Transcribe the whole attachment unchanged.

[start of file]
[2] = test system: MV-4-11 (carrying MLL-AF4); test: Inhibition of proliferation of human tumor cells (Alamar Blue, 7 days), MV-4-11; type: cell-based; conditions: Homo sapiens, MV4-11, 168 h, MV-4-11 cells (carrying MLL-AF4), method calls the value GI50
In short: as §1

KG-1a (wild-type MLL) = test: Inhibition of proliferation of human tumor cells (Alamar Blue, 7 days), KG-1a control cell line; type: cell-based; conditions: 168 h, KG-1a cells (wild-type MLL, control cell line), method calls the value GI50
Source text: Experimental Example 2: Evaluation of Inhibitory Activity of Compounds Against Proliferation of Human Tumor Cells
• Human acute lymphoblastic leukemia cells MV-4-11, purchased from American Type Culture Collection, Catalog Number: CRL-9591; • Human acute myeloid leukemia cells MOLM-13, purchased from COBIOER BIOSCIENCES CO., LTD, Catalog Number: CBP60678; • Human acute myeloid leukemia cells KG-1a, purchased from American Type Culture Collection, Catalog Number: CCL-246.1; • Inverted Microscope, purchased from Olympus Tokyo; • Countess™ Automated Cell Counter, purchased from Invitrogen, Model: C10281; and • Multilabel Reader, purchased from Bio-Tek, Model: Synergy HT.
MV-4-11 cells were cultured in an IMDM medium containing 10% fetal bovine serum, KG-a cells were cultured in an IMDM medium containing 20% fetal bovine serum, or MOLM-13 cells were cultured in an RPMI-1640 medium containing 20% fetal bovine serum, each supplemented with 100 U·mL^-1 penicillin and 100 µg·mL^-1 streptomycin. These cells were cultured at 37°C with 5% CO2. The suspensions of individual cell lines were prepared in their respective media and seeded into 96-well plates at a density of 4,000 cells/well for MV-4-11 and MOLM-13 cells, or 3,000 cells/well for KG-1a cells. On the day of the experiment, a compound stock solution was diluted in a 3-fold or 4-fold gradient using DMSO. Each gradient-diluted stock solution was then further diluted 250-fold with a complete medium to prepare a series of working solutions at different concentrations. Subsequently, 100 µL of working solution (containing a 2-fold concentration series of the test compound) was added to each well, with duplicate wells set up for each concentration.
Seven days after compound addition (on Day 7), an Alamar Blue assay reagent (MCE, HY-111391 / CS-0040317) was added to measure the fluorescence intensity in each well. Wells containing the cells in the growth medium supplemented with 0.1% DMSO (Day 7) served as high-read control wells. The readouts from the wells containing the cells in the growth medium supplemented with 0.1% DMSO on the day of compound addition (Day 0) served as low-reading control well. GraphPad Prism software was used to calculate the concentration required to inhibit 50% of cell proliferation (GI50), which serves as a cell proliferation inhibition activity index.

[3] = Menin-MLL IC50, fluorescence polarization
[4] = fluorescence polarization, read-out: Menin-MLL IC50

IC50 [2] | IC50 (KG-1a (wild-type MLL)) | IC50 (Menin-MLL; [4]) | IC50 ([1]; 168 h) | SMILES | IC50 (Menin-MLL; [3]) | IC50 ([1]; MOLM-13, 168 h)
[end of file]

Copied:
[2] = test system: MV-4-11 (carrying MLL-AF4); test: Inhibition of proliferation of human tumor cells (Alamar Blue, 7 days), MV-4-11; type: cell-based; conditions: Homo sapiens, MV4-11, 168 h, MV-4-11 cells (carrying MLL-AF4), method calls the value GI50
In short: as §1

KG-1a (wild-type MLL) = test: Inhibition of proliferation of human tumor cells (Alamar Blue, 7 days), KG-1a control cell line; type: cell-based; conditions: 168 h, KG-1a cells (wild-type MLL, control cell line), method calls the value GI50
Source text: Experimental Example 2: Evaluation of Inhibitory Activity of Compounds Against Proliferation of Human Tumor Cells
• Human acute lymphoblastic leukemia cells MV-4-11, purchased from American Type Culture Collection, Catalog Number: CRL-9591; • Human acute myeloid leukemia cells MOLM-13, purchased from COBIOER BIOSCIENCES CO., LTD, Catalog Number: CBP60678; • Human acute myeloid leukemia cells KG-1a, purchased from American Type Culture Collection, Catalog Number: CCL-246.1; • Inverted Microscope, purchased from Olympus Tokyo; • Countess™ Automated Cell Counter, purchased from Invitrogen, Model: C10281; and • Multilabel Reader, purchased from Bio-Tek, Model: Synergy HT.
MV-4-11 cells were cultured in an IMDM medium containing 10% fetal bovine serum, KG-a cells were cultured in an IMDM medium containing 20% fetal bovine serum, or MOLM-13 cells were cultured in an RPMI-1640 medium containing 20% fetal bovine serum, each supplemented with 100 U·mL^-1 penicillin and 100 µg·mL^-1 streptomycin. These cells were cultured at 37°C with 5% CO2. The suspensions of individual cell lines were prepared in their respective media and seeded into 96-well plates at a density of 4,000 cells/well for MV-4-11 and MOLM-13 cells, or 3,000 cells/well for KG-1a cells. On the day of the experiment, a compound stock solution was diluted in a 3-fold or 4-fold gradient using DMSO. Each gradient-diluted stock solution was then further diluted 250-fold with a complete medium to prepare a series of working solutions at different concentrations. Subsequently, 100 µL of working solution (containing a 2-fold concentration series of the test compound) was added to each well, with duplicate wells set up for each concentration.
Seven days after compound addition (on Day 7), an Alamar Blue assay reagent (MCE, HY-111391 / CS-0040317) was added to measure the fluorescence intensity in each well. Wells containing the cells in the growth medium supplemented with 0.1% DMSO (Day 7) served as high-read control wells. The readouts from the wells containing the cells in the growth medium supplemented with 0.1% DMSO on the day of compound addition (Day 0) served as low-reading control well. GraphPad Prism software was used to calculate the concentration required to inhibit 50% of cell proliferation (GI50), which serves as a cell proliferation inhibition activity index.

[3] = Menin-MLL IC50, fluorescence polarization
[4] = fluorescence polarization, read-out: Menin-MLL IC50

IC50 [2] | IC50 (KG-1a (wild-type MLL)) | IC50 (Menin-MLL; [4]) | IC50 ([1]; 168 h) | SMILES | IC50 (Menin-MLL; [3]) | IC50 ([1]; MOLM-13, 168 h)